What ensued from there was an incredibly passing and stationary power play. There was no puck movement, no speed, no conviction with the puck. It was basically a waiting game to see if a lane would magically appear to put a shot on goal. That led to more turnovers, more puck mismanagement, and more frustration. And two minutes later, the Flyers had virtually nothing to show for it, not even so much as some momentum-building scoring chances that forced James Reimer into action.
This was a spot in the game where there needs to be more urgency. This could have been the game. This could have been the points streak. This could have turned the game into the Flyers favor for good and led them to two points instead.
What it was instead was the power play’s contribution to another night of struggles in multiple areas.
5. New Year’s Resolution
And so closes the book on 2021 for the Philadelphia Flyers. They completed an entire season in that time, playing 56 games in partially-filled arenas and watching a season crumble away amidst COVID breakouts and lackluster performances.
Then came an offseason of change, multiple trades and signings that transformed a roster.
Then came a solid start to the 2021-22 season before a 10-game losing streak not only dropped them to the bottom of the standings, but led to the firing of Alain Vigneault. They have since followed that with points in seven straight games, including five wins.
Yeah, it’s been a year.
And 2022 will be quite a year too.
Its early months will likely determine how the rest of it could go. The Flyers have moved back to within one point of a playoff spot with three points on this back-to-back. Don’t get too excited yet with games in hand for a lot of teams around them, but the Flyers have done a chunk of the heavy lifting and at least continued to earn points. What they can control, they have to this point, at least in terms of the final results.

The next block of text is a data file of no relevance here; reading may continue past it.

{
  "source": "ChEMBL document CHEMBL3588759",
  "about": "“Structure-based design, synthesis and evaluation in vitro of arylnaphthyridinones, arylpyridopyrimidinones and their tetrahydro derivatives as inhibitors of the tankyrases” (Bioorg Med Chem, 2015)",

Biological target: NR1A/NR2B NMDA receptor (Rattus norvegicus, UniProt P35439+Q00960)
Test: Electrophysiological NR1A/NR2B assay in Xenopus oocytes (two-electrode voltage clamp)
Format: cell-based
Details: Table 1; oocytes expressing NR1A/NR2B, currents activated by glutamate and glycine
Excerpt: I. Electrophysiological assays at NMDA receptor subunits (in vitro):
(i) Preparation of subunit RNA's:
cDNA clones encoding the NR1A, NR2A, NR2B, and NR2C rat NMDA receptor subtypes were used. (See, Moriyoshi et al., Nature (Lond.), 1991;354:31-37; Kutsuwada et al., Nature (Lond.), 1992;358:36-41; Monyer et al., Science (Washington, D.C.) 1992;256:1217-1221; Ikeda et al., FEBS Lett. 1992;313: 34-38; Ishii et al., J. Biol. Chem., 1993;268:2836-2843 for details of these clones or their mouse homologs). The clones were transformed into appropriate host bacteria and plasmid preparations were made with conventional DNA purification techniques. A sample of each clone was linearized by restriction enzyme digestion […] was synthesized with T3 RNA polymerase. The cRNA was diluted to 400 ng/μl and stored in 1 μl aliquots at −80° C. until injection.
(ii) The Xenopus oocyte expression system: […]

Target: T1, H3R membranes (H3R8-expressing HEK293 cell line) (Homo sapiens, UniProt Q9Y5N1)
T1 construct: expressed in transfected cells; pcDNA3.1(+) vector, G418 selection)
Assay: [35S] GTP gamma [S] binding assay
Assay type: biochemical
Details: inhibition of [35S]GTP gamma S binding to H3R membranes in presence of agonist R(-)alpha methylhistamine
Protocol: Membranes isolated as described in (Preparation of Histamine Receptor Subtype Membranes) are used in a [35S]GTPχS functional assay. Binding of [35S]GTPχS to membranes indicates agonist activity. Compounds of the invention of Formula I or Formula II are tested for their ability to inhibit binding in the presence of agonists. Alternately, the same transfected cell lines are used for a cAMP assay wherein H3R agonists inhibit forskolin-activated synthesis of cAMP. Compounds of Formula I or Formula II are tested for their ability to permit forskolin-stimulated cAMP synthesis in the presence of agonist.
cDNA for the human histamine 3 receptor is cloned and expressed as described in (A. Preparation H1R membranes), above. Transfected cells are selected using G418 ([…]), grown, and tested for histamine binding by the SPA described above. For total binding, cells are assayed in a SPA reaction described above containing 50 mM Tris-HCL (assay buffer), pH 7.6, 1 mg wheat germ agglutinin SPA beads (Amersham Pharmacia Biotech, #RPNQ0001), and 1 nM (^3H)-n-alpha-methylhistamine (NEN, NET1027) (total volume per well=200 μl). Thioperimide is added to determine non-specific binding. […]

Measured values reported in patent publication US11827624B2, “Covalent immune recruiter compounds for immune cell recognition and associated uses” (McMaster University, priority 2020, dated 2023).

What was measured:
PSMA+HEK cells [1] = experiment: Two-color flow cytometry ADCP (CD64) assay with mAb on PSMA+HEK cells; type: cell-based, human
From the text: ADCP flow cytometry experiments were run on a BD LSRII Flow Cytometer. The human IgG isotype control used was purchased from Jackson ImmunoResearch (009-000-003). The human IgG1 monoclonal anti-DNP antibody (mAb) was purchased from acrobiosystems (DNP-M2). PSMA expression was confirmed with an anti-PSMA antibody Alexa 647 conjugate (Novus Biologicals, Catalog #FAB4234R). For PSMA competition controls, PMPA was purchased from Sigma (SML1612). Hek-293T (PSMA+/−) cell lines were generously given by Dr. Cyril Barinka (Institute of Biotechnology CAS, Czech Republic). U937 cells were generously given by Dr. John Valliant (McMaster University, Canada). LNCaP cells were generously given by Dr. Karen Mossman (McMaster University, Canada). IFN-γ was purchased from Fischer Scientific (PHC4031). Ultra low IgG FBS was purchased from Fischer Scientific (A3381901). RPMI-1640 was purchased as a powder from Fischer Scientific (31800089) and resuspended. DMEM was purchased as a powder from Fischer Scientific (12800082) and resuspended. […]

But 2022 will feature games against the teams they are chasing. 2022 will present the same challenges against better competition with more speed and skill than the Flyers possess. And if they go down this road again and start slipping from the playoff picture, it will lead to more changes.
It might mean a more extensive coaching search in the offseason. It might mean more wholesale changes over the summer. It might mean the captain of the team for the last decade, who ranks second in games played, assists, and points in franchise history, may be moved at the trade deadline.
The Flyers can avoid all of that, though. They can get back to the basics, put the excuses aside, start managing the puck better, start moving it with more speed and conviction, and look like the well-rounded team they believe they can be. That’s all easier said than done at this point.
A new year is about reflection and finding ways to better yourself. It’s what we all do at this time of year. Professional sports teams have their own version of that: the offseason.
But turning the calendar to 2022 and starting the clock on another potential whirlwind summer of change needs to spark this team to be better, or at least to create more of an identity and future for a majority of the players here.
Maybe it will, maybe it won’t. And we’ll just have to continue watching in the new year to find out how it all plays out.